By Bob Riter
More Than a Woman's Disease
Men with breast cancer should speak up, too
By Bob Riter
The first indication that something was seriously wrong was in August 1996, when I began bleeding from my left nipple.
At first, I was more surprised than worried. I was 40 years old and healthy, with no family history of breast cancer.
And did I mention that I’m a guy? I visited my family physician, who was appropriately concerned and sent me to a surgeon. Soon, I had the diagnosis of infiltrating ductal carcinoma—stage II breast cancer.
I wrote “mastectomy” on my date book for Aug. 30. I remember staring at what I had just written and thinking, This is very surreal. I knew that men could get breast cancer, but, as something to worry about, it ranked far behind being hit by lightning.
Fortunately, my surgery was uneventful, as were the six months of chemotherapy that followed. Within a few months, the scar had faded beneath the hair on my chest. Today, when I walk around shirtless, no one even notices. I do have only one nipple, but I was never concerned enough to get a new one. (Doctors could have grafted some skin from my groin for that purpose, but the solution seemed much worse than the problem.)
Telling my family and friends bordered on the bizarre because the news was so unexpected. Not only did I have cancer, I had breast cancer. The response from male friends and family members was stunned silence followed by awkward words of support.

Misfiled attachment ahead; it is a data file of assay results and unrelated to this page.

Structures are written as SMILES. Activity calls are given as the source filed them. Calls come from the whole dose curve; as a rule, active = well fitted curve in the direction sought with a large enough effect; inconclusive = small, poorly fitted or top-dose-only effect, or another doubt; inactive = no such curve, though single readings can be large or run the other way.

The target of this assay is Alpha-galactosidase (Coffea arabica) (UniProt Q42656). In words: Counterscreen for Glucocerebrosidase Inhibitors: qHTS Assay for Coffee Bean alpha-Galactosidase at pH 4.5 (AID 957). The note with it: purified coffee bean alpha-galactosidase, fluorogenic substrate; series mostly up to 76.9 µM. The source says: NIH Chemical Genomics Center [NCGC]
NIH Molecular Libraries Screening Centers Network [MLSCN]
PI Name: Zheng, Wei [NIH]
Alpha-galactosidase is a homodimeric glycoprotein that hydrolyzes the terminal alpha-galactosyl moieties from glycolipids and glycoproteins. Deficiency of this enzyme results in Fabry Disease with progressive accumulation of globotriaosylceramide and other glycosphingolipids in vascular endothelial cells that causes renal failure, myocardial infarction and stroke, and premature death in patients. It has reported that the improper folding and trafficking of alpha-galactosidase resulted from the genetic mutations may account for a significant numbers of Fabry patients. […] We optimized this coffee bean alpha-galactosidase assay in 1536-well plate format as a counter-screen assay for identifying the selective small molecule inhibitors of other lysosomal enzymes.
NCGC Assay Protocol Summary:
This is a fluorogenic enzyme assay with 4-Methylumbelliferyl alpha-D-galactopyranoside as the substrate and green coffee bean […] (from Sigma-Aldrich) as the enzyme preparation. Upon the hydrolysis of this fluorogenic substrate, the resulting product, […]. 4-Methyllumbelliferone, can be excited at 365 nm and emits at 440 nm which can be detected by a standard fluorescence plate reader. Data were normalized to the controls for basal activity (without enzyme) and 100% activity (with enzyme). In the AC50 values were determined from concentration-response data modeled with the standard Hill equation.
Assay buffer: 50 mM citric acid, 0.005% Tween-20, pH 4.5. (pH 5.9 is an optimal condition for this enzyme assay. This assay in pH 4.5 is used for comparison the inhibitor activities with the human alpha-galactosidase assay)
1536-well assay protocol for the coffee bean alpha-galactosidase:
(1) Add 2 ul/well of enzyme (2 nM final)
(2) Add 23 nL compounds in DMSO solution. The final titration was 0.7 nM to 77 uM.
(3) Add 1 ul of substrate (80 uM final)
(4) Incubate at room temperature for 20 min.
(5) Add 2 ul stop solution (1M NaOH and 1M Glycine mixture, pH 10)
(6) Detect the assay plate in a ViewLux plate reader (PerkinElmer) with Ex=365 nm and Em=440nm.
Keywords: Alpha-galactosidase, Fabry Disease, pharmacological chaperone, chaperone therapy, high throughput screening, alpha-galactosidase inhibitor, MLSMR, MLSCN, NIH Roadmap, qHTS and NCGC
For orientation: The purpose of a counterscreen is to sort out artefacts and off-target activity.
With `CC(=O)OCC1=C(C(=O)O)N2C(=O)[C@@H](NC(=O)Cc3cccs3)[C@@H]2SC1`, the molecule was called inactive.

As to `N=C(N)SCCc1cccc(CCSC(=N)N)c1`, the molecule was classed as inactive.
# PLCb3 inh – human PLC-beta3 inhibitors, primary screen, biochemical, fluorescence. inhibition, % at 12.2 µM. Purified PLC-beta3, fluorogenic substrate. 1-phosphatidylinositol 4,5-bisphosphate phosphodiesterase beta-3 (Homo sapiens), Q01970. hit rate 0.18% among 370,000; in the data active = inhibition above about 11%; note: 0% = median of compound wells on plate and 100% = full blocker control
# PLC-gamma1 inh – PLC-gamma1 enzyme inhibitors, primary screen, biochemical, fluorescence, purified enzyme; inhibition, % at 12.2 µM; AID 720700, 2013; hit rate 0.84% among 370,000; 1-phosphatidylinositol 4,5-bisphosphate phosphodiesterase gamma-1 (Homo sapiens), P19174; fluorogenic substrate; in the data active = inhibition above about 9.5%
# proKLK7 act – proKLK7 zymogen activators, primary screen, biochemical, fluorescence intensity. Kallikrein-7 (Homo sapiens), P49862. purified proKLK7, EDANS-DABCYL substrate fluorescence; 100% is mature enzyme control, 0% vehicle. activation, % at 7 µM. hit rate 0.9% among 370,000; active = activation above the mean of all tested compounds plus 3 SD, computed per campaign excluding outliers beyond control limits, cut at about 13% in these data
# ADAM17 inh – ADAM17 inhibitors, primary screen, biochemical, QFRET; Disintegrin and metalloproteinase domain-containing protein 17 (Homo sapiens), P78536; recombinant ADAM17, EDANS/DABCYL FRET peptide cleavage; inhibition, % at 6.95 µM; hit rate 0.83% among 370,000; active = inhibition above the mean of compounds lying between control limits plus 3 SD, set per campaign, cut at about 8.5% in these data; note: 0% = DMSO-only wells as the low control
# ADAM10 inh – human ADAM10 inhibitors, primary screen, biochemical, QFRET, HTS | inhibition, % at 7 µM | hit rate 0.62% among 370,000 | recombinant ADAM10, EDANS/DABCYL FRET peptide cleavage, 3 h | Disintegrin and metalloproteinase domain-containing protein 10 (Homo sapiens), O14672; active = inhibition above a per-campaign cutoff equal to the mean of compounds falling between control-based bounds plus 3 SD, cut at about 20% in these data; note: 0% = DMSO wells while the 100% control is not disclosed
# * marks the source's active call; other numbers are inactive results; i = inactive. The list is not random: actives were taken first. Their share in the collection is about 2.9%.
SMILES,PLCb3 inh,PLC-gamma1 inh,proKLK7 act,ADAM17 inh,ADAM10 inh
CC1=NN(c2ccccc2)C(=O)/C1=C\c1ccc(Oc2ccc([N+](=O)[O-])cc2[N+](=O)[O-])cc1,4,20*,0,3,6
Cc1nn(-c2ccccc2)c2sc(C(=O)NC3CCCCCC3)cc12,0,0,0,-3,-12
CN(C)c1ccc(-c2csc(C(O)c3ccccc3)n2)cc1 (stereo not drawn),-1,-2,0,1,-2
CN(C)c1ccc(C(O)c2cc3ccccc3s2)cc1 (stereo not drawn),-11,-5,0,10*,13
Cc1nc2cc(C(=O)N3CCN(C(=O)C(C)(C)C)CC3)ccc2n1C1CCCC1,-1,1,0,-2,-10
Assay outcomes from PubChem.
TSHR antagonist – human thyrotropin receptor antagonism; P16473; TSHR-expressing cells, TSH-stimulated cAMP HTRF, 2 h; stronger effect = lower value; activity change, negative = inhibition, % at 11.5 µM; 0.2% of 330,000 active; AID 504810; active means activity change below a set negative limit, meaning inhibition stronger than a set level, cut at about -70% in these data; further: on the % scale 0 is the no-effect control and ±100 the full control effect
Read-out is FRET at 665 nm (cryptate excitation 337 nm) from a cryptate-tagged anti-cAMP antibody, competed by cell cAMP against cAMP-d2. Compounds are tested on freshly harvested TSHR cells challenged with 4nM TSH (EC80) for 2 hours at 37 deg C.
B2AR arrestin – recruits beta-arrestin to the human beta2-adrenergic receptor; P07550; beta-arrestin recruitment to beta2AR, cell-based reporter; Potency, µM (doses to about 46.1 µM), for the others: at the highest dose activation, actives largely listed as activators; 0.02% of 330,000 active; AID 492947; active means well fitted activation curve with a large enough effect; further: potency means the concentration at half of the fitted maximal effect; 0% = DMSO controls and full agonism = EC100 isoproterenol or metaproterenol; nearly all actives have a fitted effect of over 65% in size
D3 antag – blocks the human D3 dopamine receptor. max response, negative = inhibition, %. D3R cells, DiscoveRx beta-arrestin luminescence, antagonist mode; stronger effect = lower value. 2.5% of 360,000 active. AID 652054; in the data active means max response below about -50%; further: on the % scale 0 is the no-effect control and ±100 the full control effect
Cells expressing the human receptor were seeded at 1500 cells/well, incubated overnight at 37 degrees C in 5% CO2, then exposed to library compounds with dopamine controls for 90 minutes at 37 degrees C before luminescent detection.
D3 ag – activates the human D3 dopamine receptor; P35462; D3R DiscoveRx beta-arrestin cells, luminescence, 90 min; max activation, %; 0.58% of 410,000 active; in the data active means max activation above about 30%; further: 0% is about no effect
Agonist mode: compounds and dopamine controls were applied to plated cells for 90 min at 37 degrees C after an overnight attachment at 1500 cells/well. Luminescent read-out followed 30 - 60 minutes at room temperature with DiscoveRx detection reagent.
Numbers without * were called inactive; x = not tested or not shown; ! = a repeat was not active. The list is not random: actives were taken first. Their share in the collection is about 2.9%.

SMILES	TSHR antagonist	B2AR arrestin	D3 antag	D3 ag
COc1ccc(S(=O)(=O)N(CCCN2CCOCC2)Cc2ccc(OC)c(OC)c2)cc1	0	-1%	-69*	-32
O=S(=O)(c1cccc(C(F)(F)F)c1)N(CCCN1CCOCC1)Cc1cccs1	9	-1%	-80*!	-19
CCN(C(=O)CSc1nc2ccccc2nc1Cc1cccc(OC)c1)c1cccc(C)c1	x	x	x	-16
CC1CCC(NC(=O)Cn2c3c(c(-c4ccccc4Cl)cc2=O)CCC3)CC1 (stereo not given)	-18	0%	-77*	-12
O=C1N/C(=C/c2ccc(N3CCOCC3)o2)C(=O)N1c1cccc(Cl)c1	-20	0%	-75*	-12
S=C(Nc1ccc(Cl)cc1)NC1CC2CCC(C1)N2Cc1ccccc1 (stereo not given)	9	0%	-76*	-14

My father offered the comforting, “Do you have a will?”
One guy at the gym said, “I had a hernia fixed last year, so I know just what you’re going through.”
Not surprisingly, women generally had a better handle on the situation. I joined a breast cancer support group and was welcomed—quite literally—with open arms.
Since 2000, I’ve been the associate director of the Ithaca Breast Cancer Alliance. Ithaca, N.Y., has to be the only place in the United States where the mayor, the police chief and the prosecuting attorney are all women and the associate director of the local breast cancer support organization is a man.
I now routinely speak with students, health professionals and the public about breast cancer. I find that my being a man helps cut through the breast cancer fatigue that sometimes exists today. When I stand up and say, “I have breast cancer,” the audience listens.
But it still strikes me that every time I speak, someone stops me on the way out and says, “I knew that men sometimes got breast cancer, but you’re the first guy I’ve ever met who actually has it.”
Some men with breast cancer seem embarrassed by having a “woman’s disease” and never discuss it in public. I remind them that a pathologist sees breast cancer under the microscope. Not male breast cancer or female breast cancer. Just breast cancer.
When men with breast cancer ask me how they can contribute, I tell them it’s important to be a face at the table. Nothing has the impact of showing up at a breast cancer event and joining other survivors when we’re asked to stand up or raise our hands if we’ve had breast cancer. People remember.
When I attend a lecture on breast cancer, I almost always hear the presenter say, “This is of concern to women with breast cancer.” Then they notice me in the audience and quickly add, “as well as men with breast cancer.” If it’s a local event, they sometimes say, “And Bob.”
To me, these little addendums are victories for the 2,000 men who are diagnosed with breast cancer in the U.S. each year. We deserve to be counted too.
Bob Riter is the associate director of the Ithaca Breast Cancer Alliance in Ithaca, N.Y.